The Homo neanderthalensis class is similar to the Homo sapien is some ways, however unique characteristics allow the Homo neanderthalensis to be a species of its own. It is said that the Homo neanderthalensis was an evolved species of the Homo heidelbergensis and some anthropologists have hypothesized that the ancestor lineage of both the Homo neanderthalensis and the Homo sapien meet somewhere between 690,000 and 550,000 ya. One distinctive characteristic of the Homo neanderthalensis is the large cranium and brain size. “The classic Neandertal cranium is large, long, low, and bulging at the sides, the occipital bone is somewhat bun shaped, the forehead rises vertically and the browridges arch over the orbits instead of forming a straight bar” (Pg. 335) “Compared with anatomically modern humans, the Neandertal face stands out.” (Pg. 335) The Neandertals are said to appear particularly robust, with shorter limbs than seen in most modern Homo sapiens populations. Evidence that has been found at excavation sites in southern France has revealed cannibalism behavior. Detailed analysis of Neandertal remains show cut marks, pits, scars and other features clearly suggests that these individuals were processed, “that is, they were defleshed and disarticulated.” (Pg. 335)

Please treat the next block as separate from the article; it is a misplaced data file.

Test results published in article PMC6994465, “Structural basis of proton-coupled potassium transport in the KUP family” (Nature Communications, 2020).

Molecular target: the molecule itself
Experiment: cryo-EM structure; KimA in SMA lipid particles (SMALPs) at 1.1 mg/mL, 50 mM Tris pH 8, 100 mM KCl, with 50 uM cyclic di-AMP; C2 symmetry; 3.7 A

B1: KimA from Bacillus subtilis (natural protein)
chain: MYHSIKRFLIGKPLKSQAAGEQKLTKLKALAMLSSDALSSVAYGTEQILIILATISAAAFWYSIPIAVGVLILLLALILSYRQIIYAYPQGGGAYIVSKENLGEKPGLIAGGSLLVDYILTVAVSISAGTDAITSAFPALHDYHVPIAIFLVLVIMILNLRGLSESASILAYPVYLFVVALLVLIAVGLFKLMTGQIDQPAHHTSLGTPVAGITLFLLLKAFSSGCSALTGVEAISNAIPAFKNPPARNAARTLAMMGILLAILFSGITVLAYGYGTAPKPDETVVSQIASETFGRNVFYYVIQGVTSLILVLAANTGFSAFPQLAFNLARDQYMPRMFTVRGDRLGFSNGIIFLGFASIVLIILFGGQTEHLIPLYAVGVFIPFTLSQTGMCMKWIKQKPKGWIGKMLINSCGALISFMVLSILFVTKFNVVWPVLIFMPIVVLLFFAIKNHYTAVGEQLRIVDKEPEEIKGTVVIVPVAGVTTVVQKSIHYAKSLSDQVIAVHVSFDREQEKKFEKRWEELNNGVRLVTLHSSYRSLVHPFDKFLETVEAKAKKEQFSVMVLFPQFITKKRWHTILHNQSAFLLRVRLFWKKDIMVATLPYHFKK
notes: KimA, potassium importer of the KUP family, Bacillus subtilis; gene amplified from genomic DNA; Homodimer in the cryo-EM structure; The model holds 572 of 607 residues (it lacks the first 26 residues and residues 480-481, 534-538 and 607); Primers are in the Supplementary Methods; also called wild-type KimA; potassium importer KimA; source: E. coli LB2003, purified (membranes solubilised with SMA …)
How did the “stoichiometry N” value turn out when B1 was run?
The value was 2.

Besides the interesting behaviors of the Neandertals, further evidence demonstrates that this species was well crafted and elaborate in the manufacturing method of specialized tools. In addition, the Neandertals have been documented to live at least until their 40s, were capable of articulate speech, buried their dead, and implemented a sense of humanity. The unknown cause of the Neandertals demise has left researchers without much help in answering this question. It has even been viewed as an evolutionary dead end. However, understanding the Neandertal disappearance and ultimate replacement by anatomically modern Upper Paleolithic peoples is definitely important and necessary in understanding the significance in evolution of the Homo sapien.
Jurmain, Robert; Kilgore, Lynn; Trevathan, Wenda; Ciochon, Russell. 2008. Introduction to Physical Anthropology, Eleventh Edition. Thomson Wadsworth, a part of The Thomson Corporation.